Today’s collection of hundred-word reviews focuses on recent reissues of note.
Uriah Heep – Totally Driven
I’m not going to try to tell you that the turn of the 21st century was Uriah Heep‘s finest hour. Their high point was in the early 1970s, around the time of Demons and Wizards and The Magician’s Birthday (both 1972). And I’ll allow that many critics absolutely hated the band. But then those same writers despised Black Sabbath, and they eventually enjoyed a critical re-appraisal. This set of twenty-seven Uriah Heep tunes – essentially a collection of re-recorded versions of their best-loved numbers – is surprisingly good. It’s certainly several notches above what one normally gets in such cases.
Jeremy Spencer – Jeremy Spencer
Those who know that Fleetwood Mac‘s history extends far before they became the darlings of the mid 1970s California cocaine set know that the original Mac was a blues band, first and foremost. But Jeremy Spencer – arguably the most mercurial guitarist in a band that had three out-there personalities on guitar – had influences and interests well beyond blues. His long-unavailable 1970 solo debut explores those influences, from Buddy Holly to Elmore James. And the backing band features his bandmates Mick Fleetwood, John McVie, Peter Green, and Danny Kirwan plus saxophonist Stephen Gregory. Perhaps not essential, but very worthwhile.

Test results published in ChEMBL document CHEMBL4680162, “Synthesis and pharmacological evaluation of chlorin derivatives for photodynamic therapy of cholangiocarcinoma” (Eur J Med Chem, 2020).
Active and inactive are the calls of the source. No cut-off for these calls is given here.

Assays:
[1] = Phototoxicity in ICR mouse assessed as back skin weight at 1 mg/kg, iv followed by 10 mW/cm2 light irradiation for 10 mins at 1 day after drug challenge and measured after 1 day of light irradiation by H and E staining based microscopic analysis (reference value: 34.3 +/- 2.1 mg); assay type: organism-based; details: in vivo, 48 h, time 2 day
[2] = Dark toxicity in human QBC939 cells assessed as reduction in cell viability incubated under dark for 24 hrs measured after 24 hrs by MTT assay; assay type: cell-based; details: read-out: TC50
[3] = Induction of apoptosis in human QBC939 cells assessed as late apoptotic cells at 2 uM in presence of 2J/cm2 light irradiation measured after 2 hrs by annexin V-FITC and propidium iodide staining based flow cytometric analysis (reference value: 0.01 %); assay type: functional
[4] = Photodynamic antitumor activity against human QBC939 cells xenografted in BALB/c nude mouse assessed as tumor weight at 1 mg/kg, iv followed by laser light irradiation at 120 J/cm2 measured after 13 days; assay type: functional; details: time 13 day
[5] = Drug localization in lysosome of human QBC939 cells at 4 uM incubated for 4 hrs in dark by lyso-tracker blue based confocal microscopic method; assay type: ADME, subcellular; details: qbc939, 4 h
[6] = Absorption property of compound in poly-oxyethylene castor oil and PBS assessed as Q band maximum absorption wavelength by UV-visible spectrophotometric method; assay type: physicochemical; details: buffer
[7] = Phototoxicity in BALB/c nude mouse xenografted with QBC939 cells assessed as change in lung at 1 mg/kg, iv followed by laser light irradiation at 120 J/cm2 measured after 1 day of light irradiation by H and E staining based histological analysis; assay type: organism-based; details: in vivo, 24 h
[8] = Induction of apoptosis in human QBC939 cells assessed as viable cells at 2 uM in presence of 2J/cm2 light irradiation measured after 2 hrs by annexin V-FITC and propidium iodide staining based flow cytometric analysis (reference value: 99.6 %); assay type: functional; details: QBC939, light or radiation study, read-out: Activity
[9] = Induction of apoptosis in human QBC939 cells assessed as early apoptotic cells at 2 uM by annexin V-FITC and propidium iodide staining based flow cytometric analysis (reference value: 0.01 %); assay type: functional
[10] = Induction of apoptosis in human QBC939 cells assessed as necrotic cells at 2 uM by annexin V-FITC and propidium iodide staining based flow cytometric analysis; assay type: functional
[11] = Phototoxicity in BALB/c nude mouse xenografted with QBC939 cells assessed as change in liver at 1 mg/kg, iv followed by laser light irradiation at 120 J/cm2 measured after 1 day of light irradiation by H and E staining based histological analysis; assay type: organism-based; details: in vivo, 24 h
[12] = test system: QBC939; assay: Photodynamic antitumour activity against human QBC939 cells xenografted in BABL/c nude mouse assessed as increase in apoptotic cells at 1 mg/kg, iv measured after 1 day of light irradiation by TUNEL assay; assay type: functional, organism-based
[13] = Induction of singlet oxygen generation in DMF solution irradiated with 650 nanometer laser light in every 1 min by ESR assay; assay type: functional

The Kingbees – The Kingbees
Robert Stigwood ‘s RSO Records was never the hippest of labels. The Kingbees can now be seen as RSO’s attempt to get a piece of the retro-rock action that was briefly all the rage in the very early 1980s (see also: Stray Cats). This self-titled debut went exactly nowhere chartwise on its release, and none of the group’s three members went on to become household names. But viewed for what it is, this Omnivore Recordings reissue is a solid, supremely enjoyable record that will appeal to fans of Rockpile. Bonus demo tracks nearly double the length of the original LP.
The Muffs – The Muffs
After finding less success than they deserved with their paisley underground group The Pandoras, guitarists Kim Shattuck and Melanie Vammen went in a much harder-rocking direction and formed The Muffs. This, their 1993 debut plus some assorted demos, finds their buzzsaw attack applied to wide-screen production (thanks Rob Cavallo, the guy behind the boards for Green Day‘s Dookie). Big, high-voltage, dumb rock and roll is the order of the day, and it’s as fun now as it was back in the 90s. Don’t try to sing along with Shattuck, or you’ll rip your precious vocal cords to shreds. A gem.
Klaatu – 3:47 E.S.T. (aka Klaatu)
Unfortunately for the members of this intentionally-faceless Canadian studio group, Klaatu are most remembered for who they weren’t: the Beatles. Victims of hype on the scale of the Paul-is-dead story, Klaatu never recovered from the backlash (and the band had no hand in perpetuating the myth anyway). But taken purely as music, this 1977 album is a real treasure. Very much in a Magical Mystery Tour-era Beatles and ELO vein, it features strong songwriting and superb arrangement. The McCartneyesque bass guitar work on “Sub Rosa Subway” (the track’s best cut) is swoonworthy. This remastered reissue includes swell liner notes, too.